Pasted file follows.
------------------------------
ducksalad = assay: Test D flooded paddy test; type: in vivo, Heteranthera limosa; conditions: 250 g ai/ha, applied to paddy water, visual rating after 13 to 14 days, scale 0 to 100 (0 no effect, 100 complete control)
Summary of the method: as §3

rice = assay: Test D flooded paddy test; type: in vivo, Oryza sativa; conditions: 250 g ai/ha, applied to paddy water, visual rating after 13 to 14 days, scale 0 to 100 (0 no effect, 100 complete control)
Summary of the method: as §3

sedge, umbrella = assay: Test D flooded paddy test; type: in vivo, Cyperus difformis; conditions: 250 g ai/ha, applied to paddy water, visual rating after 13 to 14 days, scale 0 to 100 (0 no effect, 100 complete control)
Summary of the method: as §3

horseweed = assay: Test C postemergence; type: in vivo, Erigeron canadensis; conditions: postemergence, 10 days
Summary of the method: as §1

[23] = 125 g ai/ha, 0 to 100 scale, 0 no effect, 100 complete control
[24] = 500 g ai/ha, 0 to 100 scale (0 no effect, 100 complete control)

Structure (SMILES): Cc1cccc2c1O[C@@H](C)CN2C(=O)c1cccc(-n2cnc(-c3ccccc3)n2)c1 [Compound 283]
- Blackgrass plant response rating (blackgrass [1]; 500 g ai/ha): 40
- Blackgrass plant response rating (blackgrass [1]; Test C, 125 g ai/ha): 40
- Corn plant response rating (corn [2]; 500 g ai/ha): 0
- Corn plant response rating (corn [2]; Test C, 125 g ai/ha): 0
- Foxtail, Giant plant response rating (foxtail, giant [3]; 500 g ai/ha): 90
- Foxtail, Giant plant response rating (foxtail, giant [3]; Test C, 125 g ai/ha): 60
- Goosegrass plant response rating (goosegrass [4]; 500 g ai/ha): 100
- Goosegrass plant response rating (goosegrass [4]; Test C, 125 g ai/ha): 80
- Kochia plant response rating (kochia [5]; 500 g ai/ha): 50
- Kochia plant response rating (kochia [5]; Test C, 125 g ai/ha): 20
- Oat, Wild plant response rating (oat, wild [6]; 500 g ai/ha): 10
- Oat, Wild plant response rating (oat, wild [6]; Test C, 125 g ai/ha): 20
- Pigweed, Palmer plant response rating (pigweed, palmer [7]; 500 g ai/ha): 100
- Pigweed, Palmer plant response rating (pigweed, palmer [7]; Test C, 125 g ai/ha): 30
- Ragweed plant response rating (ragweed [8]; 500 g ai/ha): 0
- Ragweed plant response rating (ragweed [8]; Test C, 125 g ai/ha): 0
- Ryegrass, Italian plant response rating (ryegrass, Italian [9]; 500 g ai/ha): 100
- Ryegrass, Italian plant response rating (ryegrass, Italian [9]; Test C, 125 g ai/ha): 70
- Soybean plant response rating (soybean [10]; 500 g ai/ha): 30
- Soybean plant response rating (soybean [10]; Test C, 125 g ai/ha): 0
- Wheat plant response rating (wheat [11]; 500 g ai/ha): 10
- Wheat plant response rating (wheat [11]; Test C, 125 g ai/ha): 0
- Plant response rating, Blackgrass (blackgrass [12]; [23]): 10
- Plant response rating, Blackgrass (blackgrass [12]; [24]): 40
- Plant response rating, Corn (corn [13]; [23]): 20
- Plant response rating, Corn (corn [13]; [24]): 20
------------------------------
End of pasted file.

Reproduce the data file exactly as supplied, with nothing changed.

ducksalad = assay: Test D flooded paddy test; type: in vivo, Heteranthera limosa; conditions: 250 g ai/ha, applied to paddy water, visual rating after 13 to 14 days, scale 0 to 100 (0 no effect, 100 complete control)
Summary of the method: as §3

rice = assay: Test D flooded paddy test; type: in vivo, Oryza sativa; conditions: 250 g ai/ha, applied to paddy water, visual rating after 13 to 14 days, scale 0 to 100 (0 no effect, 100 complete control)
Summary of the method: as §3

sedge, umbrella = assay: Test D flooded paddy test; type: in vivo, Cyperus difformis; conditions: 250 g ai/ha, applied to paddy water, visual rating after 13 to 14 days, scale 0 to 100 (0 no effect, 100 complete control)
Summary of the method: as §3

horseweed = assay: Test C postemergence; type: in vivo, Erigeron canadensis; conditions: postemergence, 10 days
Summary of the method: as §1

[23] = 125 g ai/ha, 0 to 100 scale, 0 no effect, 100 complete control
[24] = 500 g ai/ha, 0 to 100 scale (0 no effect, 100 complete control)

Structure (SMILES): Cc1cccc2c1O[C@@H](C)CN2C(=O)c1cccc(-n2cnc(-c3ccccc3)n2)c1 [Compound 283]
- Blackgrass plant response rating (blackgrass [1]; 500 g ai/ha): 40
- Blackgrass plant response rating (blackgrass [1]; Test C, 125 g ai/ha): 40
- Corn plant response rating (corn [2]; 500 g ai/ha): 0
- Corn plant response rating (corn [2]; Test C, 125 g ai/ha): 0
- Foxtail, Giant plant response rating (foxtail, giant [3]; 500 g ai/ha): 90
- Foxtail, Giant plant response rating (foxtail, giant [3]; Test C, 125 g ai/ha): 60
- Goosegrass plant response rating (goosegrass [4]; 500 g ai/ha): 100
- Goosegrass plant response rating (goosegrass [4]; Test C, 125 g ai/ha): 80
- Kochia plant response rating (kochia [5]; 500 g ai/ha): 50
- Kochia plant response rating (kochia [5]; Test C, 125 g ai/ha): 20
- Oat, Wild plant response rating (oat, wild [6]; 500 g ai/ha): 10
- Oat, Wild plant response rating (oat, wild [6]; Test C, 125 g ai/ha): 20
- Pigweed, Palmer plant response rating (pigweed, palmer [7]; 500 g ai/ha): 100
- Pigweed, Palmer plant response rating (pigweed, palmer [7]; Test C, 125 g ai/ha): 30
- Ragweed plant response rating (ragweed [8]; 500 g ai/ha): 0
- Ragweed plant response rating (ragweed [8]; Test C, 125 g ai/ha): 0
- Ryegrass, Italian plant response rating (ryegrass, Italian [9]; 500 g ai/ha): 100
- Ryegrass, Italian plant response rating (ryegrass, Italian [9]; Test C, 125 g ai/ha): 70
- Soybean plant response rating (soybean [10]; 500 g ai/ha): 30
- Soybean plant response rating (soybean [10]; Test C, 125 g ai/ha): 0
- Wheat plant response rating (wheat [11]; 500 g ai/ha): 10
- Wheat plant response rating (wheat [11]; Test C, 125 g ai/ha): 0
- Plant response rating, Blackgrass (blackgrass [12]; [23]): 10
- Plant response rating, Blackgrass (blackgrass [12]; [24]): 40
- Plant response rating, Corn (corn [13]; [23]): 20
- Plant response rating, Corn (corn [13]; [24]): 20